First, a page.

Branding Your Space: How Your Office Can be an Extension of Your Brand
A good, successful brand is a living, breathing aspect of your organization. Encompassing what your brand represents at its core, and directly impacting those with whom it interacts.
Your office space can (and should) become an extension of your brand. It should embody the characteristics to which your brand relates. In short, your employees should see the brand all around them – from where the office is located, to what they see when they walk in the building, to how their lives are shaped by the brand they work for.
Seems like a simple concept, right? Not so fast. A CoreNet/Steelcase research article that had some pretty amazing statistics with regard to branding, including this graphic:
Interestingly, just 50 percent of respondents felt that their office design was brand consistent – way below more on the surface branding efforts like the appearance of logos, advertising and products. These branding elements are important, yes, but do they accomplish much in the way of turning your employees into brand advocates by bringing your branding to life? I doubt it. This is one of the reasons why branding and your office design/features should work hand-in-hand.
Here are a few tips on how to bring your brand to life around (and outside) the office:
Talk to your employees about what the brand means to them.
Find out what characteristics they can most relate to, and work to include elements in the design that capture the essence of how your employees see your brand. Again, they are the most important audience in this area of your branding. Additionally, they may show you a side of your brand that you never thought would be at the top of their priority list, but you find out it should be, helping drive your strategy.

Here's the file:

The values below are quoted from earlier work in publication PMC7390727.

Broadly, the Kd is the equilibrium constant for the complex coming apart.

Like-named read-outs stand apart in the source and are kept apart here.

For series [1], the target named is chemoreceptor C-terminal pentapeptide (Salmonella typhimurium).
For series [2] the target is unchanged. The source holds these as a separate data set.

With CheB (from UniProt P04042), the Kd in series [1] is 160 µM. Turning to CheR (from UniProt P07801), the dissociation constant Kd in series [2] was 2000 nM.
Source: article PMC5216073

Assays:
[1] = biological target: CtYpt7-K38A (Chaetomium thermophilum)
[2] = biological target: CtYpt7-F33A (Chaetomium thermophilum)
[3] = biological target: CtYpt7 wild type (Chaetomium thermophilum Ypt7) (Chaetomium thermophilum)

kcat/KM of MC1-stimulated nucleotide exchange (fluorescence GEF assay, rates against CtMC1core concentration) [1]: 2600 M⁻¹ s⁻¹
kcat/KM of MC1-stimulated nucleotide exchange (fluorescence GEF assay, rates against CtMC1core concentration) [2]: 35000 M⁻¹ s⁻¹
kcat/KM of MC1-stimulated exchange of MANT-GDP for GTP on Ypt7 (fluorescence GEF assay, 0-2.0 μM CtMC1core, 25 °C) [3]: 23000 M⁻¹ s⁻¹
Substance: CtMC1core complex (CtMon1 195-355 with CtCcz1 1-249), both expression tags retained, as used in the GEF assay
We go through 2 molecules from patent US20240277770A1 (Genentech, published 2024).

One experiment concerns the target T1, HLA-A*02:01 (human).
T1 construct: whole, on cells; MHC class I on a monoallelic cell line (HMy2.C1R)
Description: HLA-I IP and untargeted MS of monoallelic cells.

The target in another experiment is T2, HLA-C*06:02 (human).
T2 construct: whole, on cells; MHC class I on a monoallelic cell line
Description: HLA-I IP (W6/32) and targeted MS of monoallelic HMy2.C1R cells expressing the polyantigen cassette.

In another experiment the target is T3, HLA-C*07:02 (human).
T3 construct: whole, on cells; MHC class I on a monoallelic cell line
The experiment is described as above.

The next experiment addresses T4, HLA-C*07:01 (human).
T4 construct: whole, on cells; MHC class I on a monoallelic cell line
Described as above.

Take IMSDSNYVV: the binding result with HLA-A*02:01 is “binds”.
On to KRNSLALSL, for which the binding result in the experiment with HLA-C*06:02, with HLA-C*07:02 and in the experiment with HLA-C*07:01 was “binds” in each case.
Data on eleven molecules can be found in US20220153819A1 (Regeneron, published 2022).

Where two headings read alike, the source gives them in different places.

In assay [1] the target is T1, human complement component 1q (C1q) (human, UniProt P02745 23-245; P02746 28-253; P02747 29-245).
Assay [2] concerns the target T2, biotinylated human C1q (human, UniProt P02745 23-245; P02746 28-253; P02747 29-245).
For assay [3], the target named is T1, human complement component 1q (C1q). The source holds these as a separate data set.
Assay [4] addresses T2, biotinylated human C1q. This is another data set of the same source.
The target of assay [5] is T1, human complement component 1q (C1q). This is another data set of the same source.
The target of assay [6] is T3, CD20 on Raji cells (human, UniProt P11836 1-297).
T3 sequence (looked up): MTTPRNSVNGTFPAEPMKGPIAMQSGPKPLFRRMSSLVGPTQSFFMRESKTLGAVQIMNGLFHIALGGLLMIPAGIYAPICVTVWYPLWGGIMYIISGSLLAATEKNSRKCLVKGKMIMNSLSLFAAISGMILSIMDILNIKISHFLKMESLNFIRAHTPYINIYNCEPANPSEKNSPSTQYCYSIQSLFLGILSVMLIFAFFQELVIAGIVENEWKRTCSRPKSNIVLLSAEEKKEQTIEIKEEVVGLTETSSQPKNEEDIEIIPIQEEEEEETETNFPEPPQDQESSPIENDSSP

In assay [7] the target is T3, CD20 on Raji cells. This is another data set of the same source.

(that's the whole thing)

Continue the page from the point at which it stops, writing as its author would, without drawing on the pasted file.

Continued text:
Say your employees keep coming back to how your brand promotes collaboration and interaction – two characteristics that are difficult to communicate through a logo, but can easily be translated into a working space that is open, free from traditional office walls and barriers, that allows for coworkers to easily communicate throughout the day.
When brand engagement firm Sullivan relocated their New York City offices to the High Line building in Manhattan, they looked to their new neighborhood as an inspiration for the design of their new digs. They saw how the area’s personality matched with what they felt their brand represented, and knew that the energy all around them would translate with the energy their employees felt when going to work.
They also incorporated design elements take straight from their surroundings, including vintage furniture and naming their breakout tables and pods by a different cut of meat (such as “brisket,” “sirloin” and “ribeye”), to invoke the history Meatpacking District they call home.
Don’t just walk the walk – talk the talk.
Gaming company Zynga, known for such games as Words with Friends and FarmVille, recently moved into a new space and wanted to design it in a way the encompassed what they felt the brand represented. So, they focused on bringing their culture to life. CEO Mark Pincus put the strategy in motion early on, when he knew that an active, healthy culture was an important area for Zynga to represent, so their new headquarters needed to include a state-of-the-art gym for employees to use. This is a good example of taking something that is often discussed but rarely acted upon – how your brand can improve the lives of your employees – and taking action.